In my race nutrition plan I have always calculated to make sure to get 250-300cKal of energy per hour. Typically; that means carrying a bottle of my own mix on the bike (15 Isostar gels, a few boosters with BCAA and some water to make it easier to drink). For the run, I carry 6-8 gels with me and that’s pretty much it. I take the provided sports drink every second bottle / cup at aid stations and usually trust the organizers to provide a quality isotonic drink that contains the necessary electrolytes. Unfortunately; this can’t be taken for granted anymore.
I have done plenty of Ironman races in what most people would call “extreme condition”, not extreme cold as I would NEVER expose myself to racing in cold conditions if I had a choice to avoid it (anything <+25C° in that water as well as air is really not suitable for racing).
When I saw the Ironman Lanzarote photos I remember thinking – “that’s a lot of salt on my sleeves”. I guess the arms were the only area that did not get drenched by water at every aid station so the loss was clearly visible.
As you have probably understood by now, I really love the heat and have never had any problems racing in +30C°, sure – I have ended up in the medical tent hooked up to a few pints of IV after seven or eight races – but for me that has been part of the race; you cross the finish line, get an IV, the medal a finishers t-shirt and then ride your bike back to the hotel. But, I never liked the IV part so at the last race Ironman Los Cabos I was extremely happy and proud that I didn’t get an IV – even if I was cramping and was sick as a dog after the finish.
In retrospect; I realize that there might be some room for improvement with regards to my race nutrition plan. I have never really reflected on the importance of electrolytes and the effects it can have if you are depleted of it as I never experienced any problems during the event – until this past race. As I started to read up on the effects the lack of electrolytes can have, I realized that I have seriously reduced my possibilities to race fast, but also that I could have ended up in a much worse situation than getting an IV. Apparently, you can end up in a condition called hyponatremia that occurs when the level of sodium in your blood is abnormally low. When you are in this condition the body can’t absorb water and there have been cases where the resulting “over-hydration” that happens when the body can’t absorb water has caused deaths. Ops….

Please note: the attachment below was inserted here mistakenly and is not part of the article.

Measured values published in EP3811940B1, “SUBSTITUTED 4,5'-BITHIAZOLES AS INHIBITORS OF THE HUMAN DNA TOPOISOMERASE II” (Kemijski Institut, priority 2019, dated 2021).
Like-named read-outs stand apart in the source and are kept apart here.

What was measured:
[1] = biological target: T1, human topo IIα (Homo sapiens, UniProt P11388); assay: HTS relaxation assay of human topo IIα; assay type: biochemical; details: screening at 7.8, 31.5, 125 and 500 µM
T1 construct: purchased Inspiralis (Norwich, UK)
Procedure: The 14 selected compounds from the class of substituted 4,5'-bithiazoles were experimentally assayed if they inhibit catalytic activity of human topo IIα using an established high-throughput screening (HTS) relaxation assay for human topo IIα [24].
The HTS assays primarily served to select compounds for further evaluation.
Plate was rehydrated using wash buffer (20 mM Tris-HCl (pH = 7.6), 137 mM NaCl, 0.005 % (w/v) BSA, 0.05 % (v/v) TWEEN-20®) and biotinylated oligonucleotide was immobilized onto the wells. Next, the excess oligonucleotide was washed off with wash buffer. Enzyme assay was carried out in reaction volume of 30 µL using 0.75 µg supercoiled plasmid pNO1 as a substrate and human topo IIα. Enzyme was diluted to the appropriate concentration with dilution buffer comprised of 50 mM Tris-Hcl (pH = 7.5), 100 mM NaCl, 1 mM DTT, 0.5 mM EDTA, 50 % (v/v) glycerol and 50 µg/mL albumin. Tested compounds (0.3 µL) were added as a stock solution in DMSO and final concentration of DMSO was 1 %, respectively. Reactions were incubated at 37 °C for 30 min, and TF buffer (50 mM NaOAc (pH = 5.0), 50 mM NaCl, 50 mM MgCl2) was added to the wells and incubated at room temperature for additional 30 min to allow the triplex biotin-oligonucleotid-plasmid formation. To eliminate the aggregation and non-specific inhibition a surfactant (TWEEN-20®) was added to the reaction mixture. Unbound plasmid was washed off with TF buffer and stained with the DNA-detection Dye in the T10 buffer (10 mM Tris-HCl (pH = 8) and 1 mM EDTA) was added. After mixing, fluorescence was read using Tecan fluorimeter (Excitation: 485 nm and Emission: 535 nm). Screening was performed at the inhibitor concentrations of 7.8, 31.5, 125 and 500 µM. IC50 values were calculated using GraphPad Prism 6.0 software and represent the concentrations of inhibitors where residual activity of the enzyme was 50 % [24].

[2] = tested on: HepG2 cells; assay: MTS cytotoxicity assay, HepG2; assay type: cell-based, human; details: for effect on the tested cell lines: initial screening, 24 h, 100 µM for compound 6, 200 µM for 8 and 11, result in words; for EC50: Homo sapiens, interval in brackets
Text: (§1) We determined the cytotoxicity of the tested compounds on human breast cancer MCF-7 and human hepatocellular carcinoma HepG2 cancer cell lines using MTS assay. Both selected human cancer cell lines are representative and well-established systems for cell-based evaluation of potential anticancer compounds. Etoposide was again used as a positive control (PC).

Once I got back to Sweden I talked with Johan Hasselmark at Aktivitus and he recommended that I should come in and do a sweat test where they would see how much electrolytes I loose and from that be able to suggest a hydration / supplement plan for my long training days and for racing. I’m not interested in just buying stuff and without understanding what my individual needs are – I don’t like to take too much or too little electrolytes in relation to what I loose in the race.
I booked a time and was met up by Micke Hanell at Aktivitus. He is using a system from Precision hydration that are leading edge on analyzing your sweat and prescribing the right amount/concentration of salts that you should take to ensure that you reduce the risk of dehydration as well as increase your possibilities to race at the top of your abilities.
I was surprised to see the results that I was on the very high side. Apparently, I have the second highest value that Micke has ever seen and he has done hundreds of tests. I guess that means; a) that it’s a miracle that I have been able to even complete an Ironman without supplementing electrolytes b) I will see significant improvements to my racing once I start to add electrolytes during the race.
Next day I got a personalized plan for what I should take before and during hard training and races and I look forward to getting back into the heat and race again and see if the additional electrolytes will make a difference – I am certain it will.